Tax Identity Theft Schemes Accounting Professionals Should Be Aware of in 2020

While the IRS has made significant progress in combatting tax identity theft, resourceful identity thieves remain active and constantly introduce new schemes. Tax guru Julian Block tells you what to look out for in 2020.

Jul 2nd 2020
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A media-savvy IRS often announces that one of its top priorities is combatting criminals who steal tax-related information. While the IRS has made significant progress in combatting tax identity theft, resourceful identity thieves remain active and constantly introduce new schemes.

One of their consistently remunerative ploys: Use stolen Social Security numbers and other information to file fraudulent 1040 forms that claim hefty refunds—claims criminals generally submit at the start of the filing season.

In my experience, most taxpayers are unaware that they can avail themselves of a simple, perfectly legal way to thwart these thefts—file a 1040 that shows a balance due.

How are they able to do that? Let’s start with employees like Patty, who receives wages that are subject to withholding for income taxes. She could decrease withholding by revising her Form W-4, Employee’s Withholding Certificate.

Some reminders for Patty and other employees who select that route and need the W-4’s most recent version: Ask their accountants or go to irs.gov, where they also can check out the IRS’s Tax Withholding Estimator for help on how to complete a W-4.

Let’s pivot to self-employed individuals like freelance writer Maxene. Unlike Patty, who pays taxes through withholding, Maxene makes quarterly payments of estimated taxes. Maxene and other self-employed persons could decrease their estimated payments.

Finally, let’s consider retirees like LaVerne, who supplements her Social Security with a pension from her former job and money she removes from her IRA. Like freelancer Maxene, LaVerne could decrease her estimated payments.

Unlike Maxene, LaVerne and other retirees could even skip their estimated payments entirely, while also adjusting the withholding from their pensions, annuities, Social Security benefits and distributions from IRAs, 401(k)s and other tax-deferred retirement plans.

How badly can things turn out when Patty, Maxene and LaVerne don’t decrease withholding or estimated payments, and instead file returns that claim refunds? Taxpayers whose identities have been stolen may receive impersonal responses from the IRS.

The agency might word them like this: “We previously received a 1040 showing your name and Social Security number and claiming a refund. Alas, we paid it.

Be patient while an agency long understaffed and underfunded and recently overwhelmed by the COVID-19 pandemic undertakes what could prove to be an interminable investigation. While you should eventually get the refund to which you’re entitled, it will be injurious to your health if you inhale and remain that way until that happens.”

Suppose instead that the tax-savvy trio submits 1040s that show a balance due. Each 1040 is accompanied by a check for the amount owed. By the time their genuine returns reach the IRS, it already received fraudulent ones that show their names and Social Security numbers and claim refunds that a snookered IRS promptly paid.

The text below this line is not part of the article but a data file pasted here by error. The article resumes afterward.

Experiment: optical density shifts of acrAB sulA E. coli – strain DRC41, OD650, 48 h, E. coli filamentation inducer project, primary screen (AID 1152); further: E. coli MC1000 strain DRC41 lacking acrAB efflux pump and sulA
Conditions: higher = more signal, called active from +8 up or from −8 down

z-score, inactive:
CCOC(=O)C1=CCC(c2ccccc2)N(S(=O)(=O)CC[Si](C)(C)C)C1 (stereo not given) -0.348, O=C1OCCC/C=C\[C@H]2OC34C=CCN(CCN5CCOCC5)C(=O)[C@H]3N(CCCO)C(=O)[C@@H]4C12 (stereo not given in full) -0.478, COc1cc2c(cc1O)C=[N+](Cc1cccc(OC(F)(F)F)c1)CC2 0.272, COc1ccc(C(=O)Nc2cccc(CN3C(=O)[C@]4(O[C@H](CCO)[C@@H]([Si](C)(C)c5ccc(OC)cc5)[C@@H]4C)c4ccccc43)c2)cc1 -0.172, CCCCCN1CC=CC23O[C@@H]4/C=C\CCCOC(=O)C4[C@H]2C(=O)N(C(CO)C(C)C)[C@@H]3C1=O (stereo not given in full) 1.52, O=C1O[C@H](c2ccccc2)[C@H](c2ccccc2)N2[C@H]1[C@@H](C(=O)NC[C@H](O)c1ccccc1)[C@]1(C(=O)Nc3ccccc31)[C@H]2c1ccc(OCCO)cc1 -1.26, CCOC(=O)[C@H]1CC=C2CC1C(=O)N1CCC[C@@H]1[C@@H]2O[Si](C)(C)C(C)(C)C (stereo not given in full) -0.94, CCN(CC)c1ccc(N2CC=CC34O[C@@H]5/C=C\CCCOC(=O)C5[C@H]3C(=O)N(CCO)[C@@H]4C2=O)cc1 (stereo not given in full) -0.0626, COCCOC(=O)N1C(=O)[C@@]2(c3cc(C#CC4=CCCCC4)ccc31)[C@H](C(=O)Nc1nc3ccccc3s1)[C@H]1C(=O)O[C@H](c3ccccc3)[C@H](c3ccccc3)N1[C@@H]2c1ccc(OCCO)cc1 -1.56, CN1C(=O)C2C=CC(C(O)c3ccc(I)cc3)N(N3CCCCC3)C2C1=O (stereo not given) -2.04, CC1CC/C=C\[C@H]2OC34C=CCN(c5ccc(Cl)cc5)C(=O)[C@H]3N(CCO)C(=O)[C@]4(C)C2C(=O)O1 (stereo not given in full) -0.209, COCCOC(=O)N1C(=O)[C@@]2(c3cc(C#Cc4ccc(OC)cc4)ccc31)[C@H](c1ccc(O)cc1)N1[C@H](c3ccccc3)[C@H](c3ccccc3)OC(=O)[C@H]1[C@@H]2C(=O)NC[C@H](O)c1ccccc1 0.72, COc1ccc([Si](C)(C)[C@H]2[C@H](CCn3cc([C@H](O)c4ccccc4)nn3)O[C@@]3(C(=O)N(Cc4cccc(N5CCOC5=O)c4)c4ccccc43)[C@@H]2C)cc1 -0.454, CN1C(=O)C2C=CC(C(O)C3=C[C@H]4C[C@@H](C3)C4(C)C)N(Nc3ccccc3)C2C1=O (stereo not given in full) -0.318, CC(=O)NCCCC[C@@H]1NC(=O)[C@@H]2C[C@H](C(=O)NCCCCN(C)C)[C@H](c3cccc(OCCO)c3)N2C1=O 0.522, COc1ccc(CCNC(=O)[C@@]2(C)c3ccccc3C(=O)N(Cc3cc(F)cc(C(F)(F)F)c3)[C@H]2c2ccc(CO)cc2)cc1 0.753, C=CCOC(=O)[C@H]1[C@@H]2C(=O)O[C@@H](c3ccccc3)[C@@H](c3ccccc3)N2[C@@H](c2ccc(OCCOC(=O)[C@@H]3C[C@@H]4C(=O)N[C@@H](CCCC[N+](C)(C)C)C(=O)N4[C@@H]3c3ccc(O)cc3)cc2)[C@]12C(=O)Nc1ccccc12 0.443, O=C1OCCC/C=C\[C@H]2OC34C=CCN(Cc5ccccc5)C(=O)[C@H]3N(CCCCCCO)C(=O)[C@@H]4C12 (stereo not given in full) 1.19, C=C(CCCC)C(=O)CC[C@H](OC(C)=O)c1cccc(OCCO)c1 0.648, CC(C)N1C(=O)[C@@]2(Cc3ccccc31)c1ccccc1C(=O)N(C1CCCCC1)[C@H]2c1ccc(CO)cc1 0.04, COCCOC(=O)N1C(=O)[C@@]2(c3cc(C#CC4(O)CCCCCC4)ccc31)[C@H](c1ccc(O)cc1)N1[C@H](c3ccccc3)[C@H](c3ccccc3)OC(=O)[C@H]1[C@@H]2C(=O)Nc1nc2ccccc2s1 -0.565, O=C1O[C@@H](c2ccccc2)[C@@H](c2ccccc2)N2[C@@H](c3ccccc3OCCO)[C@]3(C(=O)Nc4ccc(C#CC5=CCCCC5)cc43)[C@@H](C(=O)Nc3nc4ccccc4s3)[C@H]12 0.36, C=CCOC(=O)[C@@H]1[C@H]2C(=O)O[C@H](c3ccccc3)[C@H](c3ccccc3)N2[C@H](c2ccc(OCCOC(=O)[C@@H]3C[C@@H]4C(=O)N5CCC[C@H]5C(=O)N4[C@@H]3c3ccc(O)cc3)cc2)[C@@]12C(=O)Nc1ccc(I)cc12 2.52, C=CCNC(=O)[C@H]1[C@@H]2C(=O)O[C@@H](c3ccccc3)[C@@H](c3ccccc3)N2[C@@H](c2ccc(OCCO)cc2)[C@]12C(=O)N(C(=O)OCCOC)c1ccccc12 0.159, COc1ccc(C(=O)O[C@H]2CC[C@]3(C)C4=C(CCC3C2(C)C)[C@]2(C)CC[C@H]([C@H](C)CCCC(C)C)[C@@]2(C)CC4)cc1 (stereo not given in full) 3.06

How do things turn out when it’s a balance-due scenario? Patty, Maxene and LaVerne receive terse responses from the IRS that might be worded like this: “We’ve already received a return from you, or so we thought. Still, we’ll accept your return and cash your check.”

Cue enlightened IRS sleuths. They’re tasked with tracking down the thieves, which isn’t a concern for our trio.

Still, it’s prudent for them to determine whether the thieves accomplished other schemes—for instance, obtained loans or made purchases in their names. This would be a good moment to check their credit reports.

IRS help, sort of. IRS Publication 5027, Identity Theft Information for Taxpayers, available at irs.gov, mentions, among other things, what taxpayers should do to avoid becoming theft victims.

Dear Readers, a rhetorical question: Does Pub. 5027 mention submission of a 1040 that shows a balance due? Or is that a bridge too far? Cue “Quoth the Raven, Nevermore” from Edgar Allan Poe’s “The Raven.”

Additional articles. A reminder for accountants who would welcome advice on how to alert clients to tactics that trim taxes for this year and even give a head start for next year: Delve into the archive of my articles (more than 350 and counting). 

Replies (4)

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By stevenheizmann
Jul 3rd 2020 01:20

Misleading title.

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Replying to stevenheizmann:
Julian Block
By Julian Block
Jul 3rd 2020 15:57

Include me among those who defer to you.

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By SkinnVinny
Jul 6th 2020 20:24

Good advice. I'd much rather have a small balance due, rather than a refund, even if it means paying a little failure to estimate penalty. When any third party owes you money, not just the IRS, they have leverage.

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Replying to SkinnVinny:
Julian Block
By Julian Block
Jul 7th 2020 13:46

I appreciate and agree with your comment.

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